Celgene Corp. said Otezla reduced oral ulcers significantly better than placebo in a phase 3 trial in Behcet's disease, a rare, chronic, multisystem inflammatory syndrome.
The Summit, N.J.-based company's study, called Relief, enrolled 207 patients with previously treated Behcet's disease. Oral ulcers are the most common symptom of the disease.
The study met its main goal as patients treated with 30 milligrams of Otezla twice-daily showed a statistically significant reduced number of ulcers at week 12, compared to those who received placebo.
Celgene said trial results also showed significant improvements in multiple secondary goals, including oral ulcer pain, overall disease activity and quality of life.
The most common side effects for Otezla, also known as apremilast, were diarrhea, nausea, headache and upper respiratory tract infection. The drug's safety profile was consistent with previous results.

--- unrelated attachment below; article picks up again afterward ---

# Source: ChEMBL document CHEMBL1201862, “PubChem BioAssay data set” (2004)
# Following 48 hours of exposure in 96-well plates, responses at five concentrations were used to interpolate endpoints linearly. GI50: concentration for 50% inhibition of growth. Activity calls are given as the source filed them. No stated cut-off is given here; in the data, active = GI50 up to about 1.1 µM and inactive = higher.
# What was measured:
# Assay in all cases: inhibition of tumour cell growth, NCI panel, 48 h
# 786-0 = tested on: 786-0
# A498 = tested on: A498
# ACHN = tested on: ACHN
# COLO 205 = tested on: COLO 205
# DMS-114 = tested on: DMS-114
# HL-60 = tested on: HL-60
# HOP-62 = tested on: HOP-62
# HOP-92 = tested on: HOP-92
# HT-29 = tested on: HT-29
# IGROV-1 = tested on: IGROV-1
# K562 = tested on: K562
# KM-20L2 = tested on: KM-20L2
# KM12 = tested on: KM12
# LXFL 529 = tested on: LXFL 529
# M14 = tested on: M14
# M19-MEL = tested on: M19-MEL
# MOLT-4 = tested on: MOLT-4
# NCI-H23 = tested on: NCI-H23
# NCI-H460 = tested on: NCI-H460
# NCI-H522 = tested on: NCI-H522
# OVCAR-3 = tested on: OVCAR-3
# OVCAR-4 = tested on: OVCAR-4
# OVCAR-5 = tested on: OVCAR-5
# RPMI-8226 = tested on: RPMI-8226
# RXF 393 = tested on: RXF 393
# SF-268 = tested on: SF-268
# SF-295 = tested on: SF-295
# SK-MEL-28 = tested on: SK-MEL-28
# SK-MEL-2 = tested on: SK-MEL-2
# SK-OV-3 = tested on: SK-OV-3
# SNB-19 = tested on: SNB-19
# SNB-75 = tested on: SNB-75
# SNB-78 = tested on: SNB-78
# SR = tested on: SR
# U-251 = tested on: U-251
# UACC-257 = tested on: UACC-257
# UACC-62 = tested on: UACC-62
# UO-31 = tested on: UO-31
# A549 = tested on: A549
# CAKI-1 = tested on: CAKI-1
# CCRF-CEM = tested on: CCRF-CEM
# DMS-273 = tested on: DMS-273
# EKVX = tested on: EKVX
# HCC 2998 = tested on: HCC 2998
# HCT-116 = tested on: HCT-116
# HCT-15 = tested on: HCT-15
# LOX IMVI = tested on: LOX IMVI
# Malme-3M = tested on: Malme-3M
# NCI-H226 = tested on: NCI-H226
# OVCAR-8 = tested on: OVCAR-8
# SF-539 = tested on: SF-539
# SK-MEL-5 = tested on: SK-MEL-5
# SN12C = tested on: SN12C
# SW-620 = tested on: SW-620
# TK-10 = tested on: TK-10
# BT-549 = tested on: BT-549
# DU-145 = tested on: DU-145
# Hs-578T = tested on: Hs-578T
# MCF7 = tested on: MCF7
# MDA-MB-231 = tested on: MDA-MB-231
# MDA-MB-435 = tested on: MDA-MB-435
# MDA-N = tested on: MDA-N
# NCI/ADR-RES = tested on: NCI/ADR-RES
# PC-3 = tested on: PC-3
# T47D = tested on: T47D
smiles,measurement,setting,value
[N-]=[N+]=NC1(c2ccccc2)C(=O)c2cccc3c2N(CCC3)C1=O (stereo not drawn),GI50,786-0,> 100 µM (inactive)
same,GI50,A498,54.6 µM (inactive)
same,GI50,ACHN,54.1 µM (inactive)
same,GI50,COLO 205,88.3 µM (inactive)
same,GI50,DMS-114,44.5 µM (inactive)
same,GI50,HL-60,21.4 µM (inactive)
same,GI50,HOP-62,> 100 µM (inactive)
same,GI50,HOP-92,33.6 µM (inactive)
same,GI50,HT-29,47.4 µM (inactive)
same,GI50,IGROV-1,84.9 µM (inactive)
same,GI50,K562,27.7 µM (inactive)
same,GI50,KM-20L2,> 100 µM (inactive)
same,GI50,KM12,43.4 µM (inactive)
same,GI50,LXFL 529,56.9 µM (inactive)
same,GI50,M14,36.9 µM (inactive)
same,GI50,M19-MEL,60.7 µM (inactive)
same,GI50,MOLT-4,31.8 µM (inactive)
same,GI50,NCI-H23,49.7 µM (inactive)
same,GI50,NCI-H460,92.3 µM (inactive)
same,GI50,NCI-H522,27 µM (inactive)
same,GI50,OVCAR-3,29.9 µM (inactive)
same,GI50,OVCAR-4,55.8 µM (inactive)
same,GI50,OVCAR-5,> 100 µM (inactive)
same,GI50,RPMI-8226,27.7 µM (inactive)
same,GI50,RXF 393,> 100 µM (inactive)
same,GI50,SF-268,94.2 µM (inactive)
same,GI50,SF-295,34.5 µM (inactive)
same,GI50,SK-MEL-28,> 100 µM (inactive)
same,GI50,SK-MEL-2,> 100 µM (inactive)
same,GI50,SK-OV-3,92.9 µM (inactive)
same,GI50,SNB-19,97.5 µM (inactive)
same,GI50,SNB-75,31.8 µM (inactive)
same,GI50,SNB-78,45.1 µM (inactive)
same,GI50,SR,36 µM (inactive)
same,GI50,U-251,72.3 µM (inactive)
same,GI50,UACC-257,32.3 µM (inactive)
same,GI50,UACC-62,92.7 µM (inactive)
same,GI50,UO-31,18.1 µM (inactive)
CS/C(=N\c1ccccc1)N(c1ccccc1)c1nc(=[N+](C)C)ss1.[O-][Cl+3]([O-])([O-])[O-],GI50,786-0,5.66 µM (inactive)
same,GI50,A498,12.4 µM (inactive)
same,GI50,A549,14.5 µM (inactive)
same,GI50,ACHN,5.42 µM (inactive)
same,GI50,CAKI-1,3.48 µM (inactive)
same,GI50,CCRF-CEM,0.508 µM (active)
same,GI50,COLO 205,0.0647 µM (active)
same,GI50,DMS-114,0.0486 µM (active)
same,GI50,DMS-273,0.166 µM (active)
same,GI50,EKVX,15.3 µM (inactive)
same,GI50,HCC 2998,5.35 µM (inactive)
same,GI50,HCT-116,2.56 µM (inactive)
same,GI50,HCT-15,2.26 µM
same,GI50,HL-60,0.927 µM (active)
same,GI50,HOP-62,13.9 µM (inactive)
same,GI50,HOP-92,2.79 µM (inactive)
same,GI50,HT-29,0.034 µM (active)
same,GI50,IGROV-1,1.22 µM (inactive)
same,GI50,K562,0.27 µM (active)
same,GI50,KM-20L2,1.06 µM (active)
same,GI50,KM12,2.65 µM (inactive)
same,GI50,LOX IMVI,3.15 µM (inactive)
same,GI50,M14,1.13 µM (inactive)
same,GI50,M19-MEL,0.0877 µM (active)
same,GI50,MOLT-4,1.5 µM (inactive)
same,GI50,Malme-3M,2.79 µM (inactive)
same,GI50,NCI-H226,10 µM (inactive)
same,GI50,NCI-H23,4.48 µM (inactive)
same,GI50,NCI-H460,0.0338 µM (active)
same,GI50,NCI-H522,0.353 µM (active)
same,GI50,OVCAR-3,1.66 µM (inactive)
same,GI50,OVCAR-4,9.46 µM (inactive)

Celgene plans to submit supplemental new drug applications for Otezla in the U.S. and Japan in the second half of 2018, as well as a type 2 variation to its EU marketing authorization application in 2019.
Symptoms of Behcet's disease include recurrent oral and genital ulcers and skin lesions. The syndrome is most common the Middle East, Asia and Japan. Currently, there are no approved therapies to treat Behcet's disease in the U.S.